Preventing Surgical Site Infections after Bariatric Surgery: Value of Perioperative Antibiotic Regimens

Teena Chopra; Jing J Zhao; George Alangaden; Michael H Wood; Keith S Kaye


Expert Rev Pharmacoeconomics Outcomes Res. 2010;10(3):317-328. 

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Expert Commentary

Bariatric surgery has provided a very effective treatment modality that is, in some cases, life-sustaining for obese patients. From an infection prevention perspective, there are several interventions that can be utilized to decrease the risk for SSIs. Adequately treating active infections in the preoperative period, thoroughly and carefully preparing the patient's skin and operative site, administering antimicrobial prophylaxis in an appropriate manner, minimizing the duration of surgery and utilizing more laparoscopic approaches rather than open approaches will all help to minimize SSI risk. Gentle handling and manipulation of tissues during surgery can also decrease SSI risk.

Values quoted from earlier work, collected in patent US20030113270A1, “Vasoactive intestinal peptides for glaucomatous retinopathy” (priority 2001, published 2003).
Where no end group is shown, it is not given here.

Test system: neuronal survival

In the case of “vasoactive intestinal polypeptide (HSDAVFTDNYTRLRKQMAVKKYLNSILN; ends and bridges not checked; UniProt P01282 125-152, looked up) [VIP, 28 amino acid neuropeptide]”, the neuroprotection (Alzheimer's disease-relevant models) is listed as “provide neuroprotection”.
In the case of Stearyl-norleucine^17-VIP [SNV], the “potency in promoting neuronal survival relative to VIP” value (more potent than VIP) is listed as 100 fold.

However, several issues remain unresolved. The optimal dosing of prophylactic antimicrobials has not been well studied, particularly in the morbidly obese population. The role of periopertive glucose control, which has been extremely effective in reducing SSIs following cardiothoracic surgery[88] and perioperative warming of the patient, which has been extremely effective in reducing SSI risk following colorectal surgery, have not been explored.[89] In addition, the role of oxygen supplementation, which has been effectively used in colorectal surgical populations to reduce SSI risk, has not been explored in the bariatric population. Trials utilizing one or more of these processes would be well received and might provide much needed evidence-based data regarding SSI prevention.


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